HOW DO YOU judge the dramatic and complex changes in the income tax that President Reagan outlined last night? There are two essential tests: whether the president's proposed system will be as fair as the present one, and whether it will raise as much money. Simplification is the purpose of the president's plan, and simplification of this country's endlessly and mindlessly intricate tax code is devoutly to be wished. But any broad attempt at simplification will inevitably collide with various concepts of equity that have been stitched into the code over its long history. And this plan has to maintain the present level of revenue. Mr. Reagan himself set that requirement and, in view of the gigantic budget deficit, it's indispensable.
The president has not provided many details yet. When a president speaks on a subject of such intricacy as this one, the White House usually puts out, hours in advance, extensive technical explanations of the points that are unavoidably compressed or neglected in a televised address. It allows the press and others with a close interest -- lobbyists and trade associations, for example -- to understand more precisely what the administration wants to accomplish. But in this case the White House has refused to distribute any of the usual supporting analysis until later today.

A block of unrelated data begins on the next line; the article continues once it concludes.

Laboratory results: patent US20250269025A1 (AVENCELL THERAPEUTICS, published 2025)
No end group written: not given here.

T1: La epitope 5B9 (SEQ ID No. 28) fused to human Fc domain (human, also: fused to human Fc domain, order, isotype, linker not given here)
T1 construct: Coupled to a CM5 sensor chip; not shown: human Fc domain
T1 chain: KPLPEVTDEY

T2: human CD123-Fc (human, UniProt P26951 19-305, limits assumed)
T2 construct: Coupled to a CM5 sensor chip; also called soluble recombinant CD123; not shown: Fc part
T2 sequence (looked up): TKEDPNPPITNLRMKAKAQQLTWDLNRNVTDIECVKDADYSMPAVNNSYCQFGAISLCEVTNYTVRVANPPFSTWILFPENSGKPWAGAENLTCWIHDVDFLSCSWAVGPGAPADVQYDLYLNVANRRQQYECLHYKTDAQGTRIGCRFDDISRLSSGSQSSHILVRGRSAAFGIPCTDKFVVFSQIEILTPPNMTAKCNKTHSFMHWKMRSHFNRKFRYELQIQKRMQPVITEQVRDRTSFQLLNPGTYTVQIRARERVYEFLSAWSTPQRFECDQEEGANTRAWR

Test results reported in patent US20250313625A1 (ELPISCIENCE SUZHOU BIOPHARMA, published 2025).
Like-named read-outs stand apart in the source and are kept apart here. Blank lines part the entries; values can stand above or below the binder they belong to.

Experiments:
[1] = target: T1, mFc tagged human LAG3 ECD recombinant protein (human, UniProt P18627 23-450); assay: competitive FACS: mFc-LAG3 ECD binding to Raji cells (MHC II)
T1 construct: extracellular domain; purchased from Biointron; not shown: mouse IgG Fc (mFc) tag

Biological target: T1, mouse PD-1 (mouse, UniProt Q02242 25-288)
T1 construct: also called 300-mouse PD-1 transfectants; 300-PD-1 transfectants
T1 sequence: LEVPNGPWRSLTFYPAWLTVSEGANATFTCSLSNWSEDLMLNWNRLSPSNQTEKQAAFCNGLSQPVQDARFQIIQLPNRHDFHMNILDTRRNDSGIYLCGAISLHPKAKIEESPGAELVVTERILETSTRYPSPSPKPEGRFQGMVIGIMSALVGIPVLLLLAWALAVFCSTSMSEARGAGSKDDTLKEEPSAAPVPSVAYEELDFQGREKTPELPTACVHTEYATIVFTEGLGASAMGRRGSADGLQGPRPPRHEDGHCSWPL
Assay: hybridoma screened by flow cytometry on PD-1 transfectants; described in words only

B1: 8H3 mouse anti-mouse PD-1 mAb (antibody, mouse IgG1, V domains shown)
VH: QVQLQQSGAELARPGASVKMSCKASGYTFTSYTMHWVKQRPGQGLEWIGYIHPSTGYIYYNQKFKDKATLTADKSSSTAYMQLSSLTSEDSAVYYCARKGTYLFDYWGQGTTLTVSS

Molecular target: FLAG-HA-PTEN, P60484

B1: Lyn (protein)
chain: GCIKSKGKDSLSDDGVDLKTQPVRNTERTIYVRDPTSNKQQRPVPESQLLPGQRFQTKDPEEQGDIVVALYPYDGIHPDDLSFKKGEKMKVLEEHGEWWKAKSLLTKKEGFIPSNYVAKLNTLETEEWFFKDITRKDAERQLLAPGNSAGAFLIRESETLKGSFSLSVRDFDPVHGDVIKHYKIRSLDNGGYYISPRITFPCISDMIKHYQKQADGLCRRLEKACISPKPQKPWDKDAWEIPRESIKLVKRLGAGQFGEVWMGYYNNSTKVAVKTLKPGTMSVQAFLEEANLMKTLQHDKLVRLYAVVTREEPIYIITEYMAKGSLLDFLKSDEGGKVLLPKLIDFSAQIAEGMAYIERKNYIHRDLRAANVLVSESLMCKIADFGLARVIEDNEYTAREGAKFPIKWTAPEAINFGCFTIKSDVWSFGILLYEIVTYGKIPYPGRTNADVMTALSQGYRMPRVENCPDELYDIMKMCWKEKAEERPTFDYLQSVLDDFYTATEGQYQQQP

Evidently the president wanted to establish a mood and an impression, unburdened by the kind of questioning that a more complete and explicit description of the legislation might inspire. It's a legitimate tactic on the part of a president who wants a 12-hour jump on the skeptics. But it's also a reason for taxpayers to reserve judgment until the congressional hearings are under way.
Tax simplification deserves strong and sustained public support. But there is quite a lot in Mr. Reagan's plan that doesn't have much to do with making the income tax simpler -- for example, the $960 increase in the personal exemption. Since everybody gets an exemption, it's a tax cut for everybody -- but not equal for everybody. Like any exemption, its value rises with your income. If you're in the 15 percent bracket, it's worth $144 a year to you. If you're in the 35 percent bracket, it's worth $336. Not only does it contribute nothing to simplification, but it doesn't do much for basic fairness either.
The original idea was to begin by abolishing most of the special preferences and shelters. That in turn would make it possible to drop the tax rates without any loss of revenue to the government. But as it now stands, the president's plan seems to be much clearer about the lower rates and bigger exemptions than about the attack on the shelters and preferences. Another tax cut is not what the country needs. Even the most passionate supporters of a simpler tax code will want to hear more -- much more -- before they enlist in Mr. Reagan's crusade.